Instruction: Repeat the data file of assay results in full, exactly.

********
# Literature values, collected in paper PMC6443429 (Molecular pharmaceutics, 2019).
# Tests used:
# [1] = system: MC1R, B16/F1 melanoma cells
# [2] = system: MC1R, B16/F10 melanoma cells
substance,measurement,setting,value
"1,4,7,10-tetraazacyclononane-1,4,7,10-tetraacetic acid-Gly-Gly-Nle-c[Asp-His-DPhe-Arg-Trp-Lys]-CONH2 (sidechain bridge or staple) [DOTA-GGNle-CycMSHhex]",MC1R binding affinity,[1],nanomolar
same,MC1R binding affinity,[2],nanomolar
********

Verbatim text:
# Literature values, collected in paper PMC6443429 (Molecular pharmaceutics, 2019).
# Tests used:
# [1] = system: MC1R, B16/F1 melanoma cells
# [2] = system: MC1R, B16/F10 melanoma cells
substance,measurement,setting,value
"1,4,7,10-tetraazacyclononane-1,4,7,10-tetraacetic acid-Gly-Gly-Nle-c[Asp-His-DPhe-Arg-Trp-Lys]-CONH2 (sidechain bridge or staple) [DOTA-GGNle-CycMSHhex]",MC1R binding affinity,[1],nanomolar
same,MC1R binding affinity,[2],nanomolar